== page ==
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Detroit Motor Show - analysis


News cruisers are parked-up and beaming pictures before 6am as the temperature hovers around minus 10 and snow flurries drift through the pre-dawn blackness.

By 9am there are union workers carrying placards in support of the Big Three outside Cobo Hall in downtown motown, as the great and the good from the world's motor industry arrive for the first major event of 2009.

The buzz is down from recent years, with less security and fewer journalists jetting in for the action, but still there are major unveilings, technology, important speeches and so much more over the first two days.

The North American International Motor Show is more than just glitz and glamour for General Motors, Ford and Chrysler in 2009 - this is the day when they have to deliver for the first time on the promises in Washington which have earned a government-backed rescue package.

That means GM opens the action with a rolling cavalcade of 17 models which promise exactly what the government wants - hybrids, electric cars and regular production models which do better than 10 litres/100km in fuel economy.

The headliner once again is the Chevrolet Volt, except this time it is wrapped in Cadillac bodywork and called the Converj - with the added bonus of a plug-in connection to its onboard battery system.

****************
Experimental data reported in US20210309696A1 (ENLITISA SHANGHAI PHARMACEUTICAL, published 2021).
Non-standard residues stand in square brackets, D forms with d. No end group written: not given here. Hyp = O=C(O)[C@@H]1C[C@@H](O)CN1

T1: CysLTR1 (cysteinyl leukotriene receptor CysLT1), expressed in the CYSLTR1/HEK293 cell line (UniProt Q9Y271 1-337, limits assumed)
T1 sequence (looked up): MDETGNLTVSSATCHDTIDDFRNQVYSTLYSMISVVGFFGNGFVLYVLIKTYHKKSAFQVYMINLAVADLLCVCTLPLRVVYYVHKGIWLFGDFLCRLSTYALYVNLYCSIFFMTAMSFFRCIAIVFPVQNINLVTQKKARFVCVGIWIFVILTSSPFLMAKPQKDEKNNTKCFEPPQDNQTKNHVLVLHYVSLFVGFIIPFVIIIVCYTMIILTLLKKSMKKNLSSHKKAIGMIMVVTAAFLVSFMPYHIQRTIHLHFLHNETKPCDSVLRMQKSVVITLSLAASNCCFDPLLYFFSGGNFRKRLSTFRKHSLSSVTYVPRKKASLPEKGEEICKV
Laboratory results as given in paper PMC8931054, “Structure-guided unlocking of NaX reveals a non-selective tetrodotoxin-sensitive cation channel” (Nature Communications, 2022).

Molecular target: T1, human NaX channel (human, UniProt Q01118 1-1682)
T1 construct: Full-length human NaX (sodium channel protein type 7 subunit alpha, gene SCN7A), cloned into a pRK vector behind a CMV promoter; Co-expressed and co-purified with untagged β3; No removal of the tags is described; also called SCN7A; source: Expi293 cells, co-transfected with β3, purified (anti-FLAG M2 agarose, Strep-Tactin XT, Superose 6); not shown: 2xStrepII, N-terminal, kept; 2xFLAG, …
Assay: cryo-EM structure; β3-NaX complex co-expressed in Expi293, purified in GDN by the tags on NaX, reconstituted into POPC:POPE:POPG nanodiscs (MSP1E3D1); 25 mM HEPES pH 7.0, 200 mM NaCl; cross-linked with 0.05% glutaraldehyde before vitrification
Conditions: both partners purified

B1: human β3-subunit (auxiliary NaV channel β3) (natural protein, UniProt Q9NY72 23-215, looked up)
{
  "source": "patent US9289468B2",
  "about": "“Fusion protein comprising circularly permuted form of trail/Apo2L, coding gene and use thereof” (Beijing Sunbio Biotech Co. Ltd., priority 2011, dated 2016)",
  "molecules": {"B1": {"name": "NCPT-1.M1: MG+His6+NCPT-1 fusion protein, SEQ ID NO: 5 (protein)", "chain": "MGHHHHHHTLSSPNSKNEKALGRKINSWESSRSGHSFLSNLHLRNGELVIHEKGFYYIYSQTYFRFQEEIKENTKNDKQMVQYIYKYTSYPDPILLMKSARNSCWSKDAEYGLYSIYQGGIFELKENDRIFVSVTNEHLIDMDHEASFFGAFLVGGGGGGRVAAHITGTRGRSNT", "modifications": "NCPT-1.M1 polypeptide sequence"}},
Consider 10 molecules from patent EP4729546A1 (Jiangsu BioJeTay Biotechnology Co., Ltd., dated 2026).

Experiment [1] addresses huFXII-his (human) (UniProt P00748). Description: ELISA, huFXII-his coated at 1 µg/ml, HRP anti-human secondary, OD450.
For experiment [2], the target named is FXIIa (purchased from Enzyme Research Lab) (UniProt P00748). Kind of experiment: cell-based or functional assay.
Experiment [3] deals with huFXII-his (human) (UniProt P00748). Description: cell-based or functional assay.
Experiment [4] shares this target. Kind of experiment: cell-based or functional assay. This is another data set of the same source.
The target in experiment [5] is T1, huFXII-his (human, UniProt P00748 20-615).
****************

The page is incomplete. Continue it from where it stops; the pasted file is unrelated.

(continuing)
Lexus is next and does its number around the brand's first dedicated hybrid, the HS250h, which was originally only planned for America but will now go to more than 80 countries.

Then Ford becomes the second of the Big Three to present its position for 2010 and beyond, with an all-new Taurus family car - perhaps a pointer to something on the Falcon front - and the promise of an all-new electric car with a 160-kilometre range by 2011.

Company chairman Bill Ford takes the stand to deliver on the company's promises to Washington, even though it was the only local not to take a multi-billion dollar loan.

"Ford is heading in the direction America and our customers want us to go, which is a green, high-tech and global future. I think that is where society would like to see the entire industry go, and Ford is going to lead that charge," Ford says.

Then Chrysler, which many American analysts believe cannot survive the global economic meltdown, gets its turn and does a top job with the great looking new 200C family car and a range of electrics which shows it has not given up hope.

It's best looker is the Dodge Circuit, which is most like a battery-powered Lotus sports car.